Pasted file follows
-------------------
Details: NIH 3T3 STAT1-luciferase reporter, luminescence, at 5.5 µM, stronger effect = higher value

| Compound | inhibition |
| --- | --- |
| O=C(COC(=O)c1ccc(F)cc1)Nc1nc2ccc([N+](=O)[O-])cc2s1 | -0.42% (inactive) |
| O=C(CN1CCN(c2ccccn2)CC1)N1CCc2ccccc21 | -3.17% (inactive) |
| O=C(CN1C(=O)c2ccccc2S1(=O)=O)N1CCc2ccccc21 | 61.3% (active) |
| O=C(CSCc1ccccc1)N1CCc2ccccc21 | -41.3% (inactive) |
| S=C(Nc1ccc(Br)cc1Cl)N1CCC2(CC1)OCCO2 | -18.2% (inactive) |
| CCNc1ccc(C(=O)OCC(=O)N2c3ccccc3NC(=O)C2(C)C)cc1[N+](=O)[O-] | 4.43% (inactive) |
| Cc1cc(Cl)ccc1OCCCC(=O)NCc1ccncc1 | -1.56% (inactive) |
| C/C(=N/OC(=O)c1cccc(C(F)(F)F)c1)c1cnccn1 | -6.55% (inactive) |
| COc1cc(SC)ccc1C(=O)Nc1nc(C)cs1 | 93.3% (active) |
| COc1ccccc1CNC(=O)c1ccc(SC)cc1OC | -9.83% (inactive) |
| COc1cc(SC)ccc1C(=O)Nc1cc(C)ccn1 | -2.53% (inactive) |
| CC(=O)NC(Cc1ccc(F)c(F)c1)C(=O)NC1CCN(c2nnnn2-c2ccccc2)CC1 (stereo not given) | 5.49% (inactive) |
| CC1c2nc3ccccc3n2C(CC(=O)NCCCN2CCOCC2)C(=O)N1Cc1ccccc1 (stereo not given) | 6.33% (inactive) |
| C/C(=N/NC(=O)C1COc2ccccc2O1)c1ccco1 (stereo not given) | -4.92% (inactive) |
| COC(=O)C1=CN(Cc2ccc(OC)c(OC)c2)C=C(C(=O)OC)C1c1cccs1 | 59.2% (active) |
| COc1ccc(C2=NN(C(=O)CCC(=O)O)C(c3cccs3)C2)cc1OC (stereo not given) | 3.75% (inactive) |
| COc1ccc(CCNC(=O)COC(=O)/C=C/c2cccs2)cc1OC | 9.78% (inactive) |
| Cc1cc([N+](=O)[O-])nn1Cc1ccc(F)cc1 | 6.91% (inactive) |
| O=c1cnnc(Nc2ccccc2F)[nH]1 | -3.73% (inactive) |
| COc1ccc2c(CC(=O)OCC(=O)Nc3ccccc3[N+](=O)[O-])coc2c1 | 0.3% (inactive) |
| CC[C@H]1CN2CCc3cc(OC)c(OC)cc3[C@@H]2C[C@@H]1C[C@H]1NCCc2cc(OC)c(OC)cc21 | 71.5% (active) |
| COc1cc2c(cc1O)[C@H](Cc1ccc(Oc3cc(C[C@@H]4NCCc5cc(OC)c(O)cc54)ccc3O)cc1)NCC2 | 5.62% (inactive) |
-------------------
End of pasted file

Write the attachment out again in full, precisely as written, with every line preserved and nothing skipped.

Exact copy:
Details: NIH 3T3 STAT1-luciferase reporter, luminescence, at 5.5 µM, stronger effect = higher value

| Compound | inhibition |
| --- | --- |
| O=C(COC(=O)c1ccc(F)cc1)Nc1nc2ccc([N+](=O)[O-])cc2s1 | -0.42% (inactive) |
| O=C(CN1CCN(c2ccccn2)CC1)N1CCc2ccccc21 | -3.17% (inactive) |
| O=C(CN1C(=O)c2ccccc2S1(=O)=O)N1CCc2ccccc21 | 61.3% (active) |
| O=C(CSCc1ccccc1)N1CCc2ccccc21 | -41.3% (inactive) |
| S=C(Nc1ccc(Br)cc1Cl)N1CCC2(CC1)OCCO2 | -18.2% (inactive) |
| CCNc1ccc(C(=O)OCC(=O)N2c3ccccc3NC(=O)C2(C)C)cc1[N+](=O)[O-] | 4.43% (inactive) |
| Cc1cc(Cl)ccc1OCCCC(=O)NCc1ccncc1 | -1.56% (inactive) |
| C/C(=N/OC(=O)c1cccc(C(F)(F)F)c1)c1cnccn1 | -6.55% (inactive) |
| COc1cc(SC)ccc1C(=O)Nc1nc(C)cs1 | 93.3% (active) |
| COc1ccccc1CNC(=O)c1ccc(SC)cc1OC | -9.83% (inactive) |
| COc1cc(SC)ccc1C(=O)Nc1cc(C)ccn1 | -2.53% (inactive) |
| CC(=O)NC(Cc1ccc(F)c(F)c1)C(=O)NC1CCN(c2nnnn2-c2ccccc2)CC1 (stereo not given) | 5.49% (inactive) |
| CC1c2nc3ccccc3n2C(CC(=O)NCCCN2CCOCC2)C(=O)N1Cc1ccccc1 (stereo not given) | 6.33% (inactive) |
| C/C(=N/NC(=O)C1COc2ccccc2O1)c1ccco1 (stereo not given) | -4.92% (inactive) |
| COC(=O)C1=CN(Cc2ccc(OC)c(OC)c2)C=C(C(=O)OC)C1c1cccs1 | 59.2% (active) |
| COc1ccc(C2=NN(C(=O)CCC(=O)O)C(c3cccs3)C2)cc1OC (stereo not given) | 3.75% (inactive) |
| COc1ccc(CCNC(=O)COC(=O)/C=C/c2cccs2)cc1OC | 9.78% (inactive) |
| Cc1cc([N+](=O)[O-])nn1Cc1ccc(F)cc1 | 6.91% (inactive) |
| O=c1cnnc(Nc2ccccc2F)[nH]1 | -3.73% (inactive) |
| COc1ccc2c(CC(=O)OCC(=O)Nc3ccccc3[N+](=O)[O-])coc2c1 | 0.3% (inactive) |
| CC[C@H]1CN2CCc3cc(OC)c(OC)cc3[C@@H]2C[C@@H]1C[C@H]1NCCc2cc(OC)c(OC)cc21 | 71.5% (active) |
| COc1cc2c(cc1O)[C@H](Cc1ccc(Oc3cc(C[C@@H]4NCCc5cc(OC)c(O)cc54)ccc3O)cc1)NCC2 | 5.62% (inactive) |